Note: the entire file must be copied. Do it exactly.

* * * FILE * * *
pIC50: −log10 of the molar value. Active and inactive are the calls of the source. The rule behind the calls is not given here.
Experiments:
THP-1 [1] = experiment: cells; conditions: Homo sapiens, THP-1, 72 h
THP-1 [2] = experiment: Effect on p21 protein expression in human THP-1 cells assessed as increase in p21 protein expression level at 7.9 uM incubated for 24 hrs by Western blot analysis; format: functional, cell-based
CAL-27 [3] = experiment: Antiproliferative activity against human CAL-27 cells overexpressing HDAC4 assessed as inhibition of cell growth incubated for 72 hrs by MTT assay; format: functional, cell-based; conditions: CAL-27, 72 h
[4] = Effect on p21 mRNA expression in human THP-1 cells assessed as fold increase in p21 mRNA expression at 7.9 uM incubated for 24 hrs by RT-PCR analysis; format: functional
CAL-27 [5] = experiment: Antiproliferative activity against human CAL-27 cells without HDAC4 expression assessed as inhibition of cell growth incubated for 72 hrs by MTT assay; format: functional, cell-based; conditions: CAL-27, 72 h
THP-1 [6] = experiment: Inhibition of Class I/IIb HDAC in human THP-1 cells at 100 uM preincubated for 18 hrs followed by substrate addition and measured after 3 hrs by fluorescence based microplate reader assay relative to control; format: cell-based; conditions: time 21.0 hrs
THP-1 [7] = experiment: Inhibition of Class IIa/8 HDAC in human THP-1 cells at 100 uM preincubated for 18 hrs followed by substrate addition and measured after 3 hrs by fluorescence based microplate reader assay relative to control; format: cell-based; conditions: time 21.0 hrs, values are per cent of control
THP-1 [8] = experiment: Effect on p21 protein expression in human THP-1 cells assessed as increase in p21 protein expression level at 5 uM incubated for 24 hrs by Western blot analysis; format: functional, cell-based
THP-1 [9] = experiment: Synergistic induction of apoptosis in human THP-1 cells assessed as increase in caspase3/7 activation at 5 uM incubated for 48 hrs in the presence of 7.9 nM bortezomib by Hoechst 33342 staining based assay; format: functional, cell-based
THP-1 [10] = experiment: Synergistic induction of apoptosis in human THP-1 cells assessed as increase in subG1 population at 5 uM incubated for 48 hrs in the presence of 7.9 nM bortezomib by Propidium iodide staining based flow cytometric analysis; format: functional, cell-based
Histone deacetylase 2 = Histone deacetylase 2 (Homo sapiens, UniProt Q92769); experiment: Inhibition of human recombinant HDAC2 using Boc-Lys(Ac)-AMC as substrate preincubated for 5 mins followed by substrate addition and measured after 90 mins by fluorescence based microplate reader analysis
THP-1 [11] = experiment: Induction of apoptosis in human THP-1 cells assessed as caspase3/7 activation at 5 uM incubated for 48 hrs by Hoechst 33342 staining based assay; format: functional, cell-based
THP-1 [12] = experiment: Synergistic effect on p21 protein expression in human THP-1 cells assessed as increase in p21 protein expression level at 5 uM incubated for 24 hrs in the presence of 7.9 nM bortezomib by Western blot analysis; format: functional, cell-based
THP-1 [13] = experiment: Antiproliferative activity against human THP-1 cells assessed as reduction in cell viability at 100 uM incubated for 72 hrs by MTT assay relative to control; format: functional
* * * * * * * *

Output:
pIC50: −log10 of the molar value. Active and inactive are the calls of the source. The rule behind the calls is not given here.
Experiments:
THP-1 [1] = experiment: cells; conditions: Homo sapiens, THP-1, 72 h
THP-1 [2] = experiment: Effect on p21 protein expression in human THP-1 cells assessed as increase in p21 protein expression level at 7.9 uM incubated for 24 hrs by Western blot analysis; format: functional, cell-based
CAL-27 [3] = experiment: Antiproliferative activity against human CAL-27 cells overexpressing HDAC4 assessed as inhibition of cell growth incubated for 72 hrs by MTT assay; format: functional, cell-based; conditions: CAL-27, 72 h
[4] = Effect on p21 mRNA expression in human THP-1 cells assessed as fold increase in p21 mRNA expression at 7.9 uM incubated for 24 hrs by RT-PCR analysis; format: functional
CAL-27 [5] = experiment: Antiproliferative activity against human CAL-27 cells without HDAC4 expression assessed as inhibition of cell growth incubated for 72 hrs by MTT assay; format: functional, cell-based; conditions: CAL-27, 72 h
THP-1 [6] = experiment: Inhibition of Class I/IIb HDAC in human THP-1 cells at 100 uM preincubated for 18 hrs followed by substrate addition and measured after 3 hrs by fluorescence based microplate reader assay relative to control; format: cell-based; conditions: time 21.0 hrs
THP-1 [7] = experiment: Inhibition of Class IIa/8 HDAC in human THP-1 cells at 100 uM preincubated for 18 hrs followed by substrate addition and measured after 3 hrs by fluorescence based microplate reader assay relative to control; format: cell-based; conditions: time 21.0 hrs, values are per cent of control
THP-1 [8] = experiment: Effect on p21 protein expression in human THP-1 cells assessed as increase in p21 protein expression level at 5 uM incubated for 24 hrs by Western blot analysis; format: functional, cell-based
THP-1 [9] = experiment: Synergistic induction of apoptosis in human THP-1 cells assessed as increase in caspase3/7 activation at 5 uM incubated for 48 hrs in the presence of 7.9 nM bortezomib by Hoechst 33342 staining based assay; format: functional, cell-based
THP-1 [10] = experiment: Synergistic induction of apoptosis in human THP-1 cells assessed as increase in subG1 population at 5 uM incubated for 48 hrs in the presence of 7.9 nM bortezomib by Propidium iodide staining based flow cytometric analysis; format: functional, cell-based
Histone deacetylase 2 = Histone deacetylase 2 (Homo sapiens, UniProt Q92769); experiment: Inhibition of human recombinant HDAC2 using Boc-Lys(Ac)-AMC as substrate preincubated for 5 mins followed by substrate addition and measured after 90 mins by fluorescence based microplate reader analysis
THP-1 [11] = experiment: Induction of apoptosis in human THP-1 cells assessed as caspase3/7 activation at 5 uM incubated for 48 hrs by Hoechst 33342 staining based assay; format: functional, cell-based
THP-1 [12] = experiment: Synergistic effect on p21 protein expression in human THP-1 cells assessed as increase in p21 protein expression level at 5 uM incubated for 24 hrs in the presence of 7.9 nM bortezomib by Western blot analysis; format: functional, cell-based
THP-1 [13] = experiment: Antiproliferative activity against human THP-1 cells assessed as reduction in cell viability at 100 uM incubated for 72 hrs by MTT assay relative to control; format: functional